Hi, again! First, a quick note to my LJ-feed folks–could you do me the kindness of posting your comments to my entries to the actual therioshamanism.com site, rather than the LJ-feed posts? I don’t get comment notifications for LJ, and I don’t really have the time to go back and check my recent posts. However, I do get comment notifications for therioshamanism.com. Muchas gracias!
One thing that has been made clear to me since embarking on this quest is just how much I don’t know. Now that I’m reevaluating my path, I’m beginning to see the holes in my experience that need to be filled. For example, for all the neat stuff I’ve been able to do with animal magic and other paradigms over the years, and for all the bad habits I’ve deprogrammed out of myself, I still have yet to successfully put together a daily meditation or other practice that consistently lasted for more than a week. And while I’ve had some experience with various altered states of consciousness, I could use more control in more advanced states outside of shapeshifting-related trance (both totemic and therianthropic).
When I first came to this realization, I will admit it was a bit of a blow to the ego. I thought to myself, “Well, what the hell have I been doing screwing around the past decade and change?” Actually, I’ve had this happen a couple of times in response to multiple experiences recently that showed me where I need work. It didn’t help that my first “assignment” from the totems was basic 101-level elemental work.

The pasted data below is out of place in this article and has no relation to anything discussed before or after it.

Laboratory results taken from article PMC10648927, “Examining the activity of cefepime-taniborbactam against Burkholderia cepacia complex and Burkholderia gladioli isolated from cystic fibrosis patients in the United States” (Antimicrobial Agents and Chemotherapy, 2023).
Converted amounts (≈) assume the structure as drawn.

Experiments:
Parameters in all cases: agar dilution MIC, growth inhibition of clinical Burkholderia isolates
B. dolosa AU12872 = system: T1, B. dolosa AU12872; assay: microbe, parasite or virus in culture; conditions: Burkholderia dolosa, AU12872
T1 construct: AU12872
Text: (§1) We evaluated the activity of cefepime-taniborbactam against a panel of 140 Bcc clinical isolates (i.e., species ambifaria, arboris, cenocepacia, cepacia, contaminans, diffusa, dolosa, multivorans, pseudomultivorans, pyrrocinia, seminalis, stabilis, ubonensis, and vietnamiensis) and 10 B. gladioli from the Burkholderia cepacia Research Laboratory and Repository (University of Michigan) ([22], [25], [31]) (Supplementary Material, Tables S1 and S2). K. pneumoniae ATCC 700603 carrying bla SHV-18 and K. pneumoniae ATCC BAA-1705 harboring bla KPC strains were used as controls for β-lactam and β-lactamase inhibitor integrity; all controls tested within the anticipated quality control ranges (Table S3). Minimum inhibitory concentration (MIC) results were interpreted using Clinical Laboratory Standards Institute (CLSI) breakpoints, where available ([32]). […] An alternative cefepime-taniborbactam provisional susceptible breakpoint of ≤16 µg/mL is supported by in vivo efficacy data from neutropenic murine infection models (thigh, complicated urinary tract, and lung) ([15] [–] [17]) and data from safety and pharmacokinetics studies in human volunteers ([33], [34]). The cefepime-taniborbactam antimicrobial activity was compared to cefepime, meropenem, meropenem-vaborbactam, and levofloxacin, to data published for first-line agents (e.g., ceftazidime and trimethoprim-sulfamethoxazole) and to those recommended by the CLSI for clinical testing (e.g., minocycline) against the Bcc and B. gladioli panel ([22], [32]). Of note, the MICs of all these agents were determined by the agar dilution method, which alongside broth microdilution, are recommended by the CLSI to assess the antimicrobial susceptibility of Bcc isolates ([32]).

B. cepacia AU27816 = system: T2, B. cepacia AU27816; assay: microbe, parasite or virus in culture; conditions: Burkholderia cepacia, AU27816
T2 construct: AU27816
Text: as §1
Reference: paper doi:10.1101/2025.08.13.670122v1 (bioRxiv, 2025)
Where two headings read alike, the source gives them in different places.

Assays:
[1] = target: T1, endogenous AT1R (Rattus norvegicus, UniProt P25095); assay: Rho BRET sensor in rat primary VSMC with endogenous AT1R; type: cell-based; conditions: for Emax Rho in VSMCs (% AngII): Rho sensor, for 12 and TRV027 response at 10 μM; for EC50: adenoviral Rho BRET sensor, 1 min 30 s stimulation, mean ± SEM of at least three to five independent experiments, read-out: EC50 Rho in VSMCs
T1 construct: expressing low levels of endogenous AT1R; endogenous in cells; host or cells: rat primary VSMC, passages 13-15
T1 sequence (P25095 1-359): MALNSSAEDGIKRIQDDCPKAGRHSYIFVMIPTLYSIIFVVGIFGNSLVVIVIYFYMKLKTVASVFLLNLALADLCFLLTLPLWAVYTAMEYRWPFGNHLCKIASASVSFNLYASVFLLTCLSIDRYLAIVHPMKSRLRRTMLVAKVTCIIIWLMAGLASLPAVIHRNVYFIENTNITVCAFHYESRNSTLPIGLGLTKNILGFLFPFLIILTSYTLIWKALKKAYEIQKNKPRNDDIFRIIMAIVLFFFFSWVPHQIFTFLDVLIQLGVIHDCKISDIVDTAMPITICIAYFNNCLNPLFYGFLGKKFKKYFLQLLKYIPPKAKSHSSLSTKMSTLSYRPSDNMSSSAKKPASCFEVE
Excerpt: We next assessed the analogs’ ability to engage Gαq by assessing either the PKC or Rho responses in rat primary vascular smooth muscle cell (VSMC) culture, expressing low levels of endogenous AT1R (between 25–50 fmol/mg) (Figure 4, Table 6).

Needless to say, while I haven’t entertained any thoughts of giving up, I have felt pretty down on myself lately, questioning whether I’ve wasted the past 10+ years and wishing I’d been more focused. There were even times when I questioned the magical stuff I’ve written, whether I had the authority to write Fang and Fur. Hello, self-absorbed pity party.
However, after having done the elemental exercise that the totems suggested in this ritual for a couple of days, I was able to see progress, and to appreciate why they’d brought it up. This, coupled with some conversations I’d had with my husband, Taylor, helped me to stop focusing on my perceived “failures”, and instead to accept that going back to the basics doesn’t make one inferior. It may simply mean that when you’re rebuilding, you start from the ground up. And since I have more to work with than I did all those years ago, I’m in a better place in a lot of ways.
I’ve been learning a lot the past decade and change. And I’ve been able to convey some of what I’ve learned through my writing. Starting over doesn’t negate or lessen what I’ve already done, nor do I have to throw everything out the window. Even if I find that I don’t see things the same way as I did a couple of years ago, it doesn’t mean my experiences then were less genuine. It simply means that I’m continuing to refine my experiences, rather than letting myself stagnate into a pool of dogma. In a way, my writing has been a record of my evolution as a person, and even if I find that I don’t agree with it all ten years from now, that doesn’t decrease its value. Each article, each book, each journal entry is a snapshot of who I am and what I’m doing at that time, and is one step on a continuous path.
And as for the insecurity and egocentricism? These are things to work on. They don’t make me a terrible person, nor do they automatically disqualify my from what I’m doing. Rather, the acknowledgment that they’re there and that I can work on making myself better in those regards is a step in the right direction. Rather than being crushed by humiliation, I can be refocused through humility and self-honesty, and take away some of the fear-based barriers in my way.
So I’m okay with doing some 101-level work. It’s a good reminder of why it works, and it helps me to create a more solid foundation for a new stretch of my path.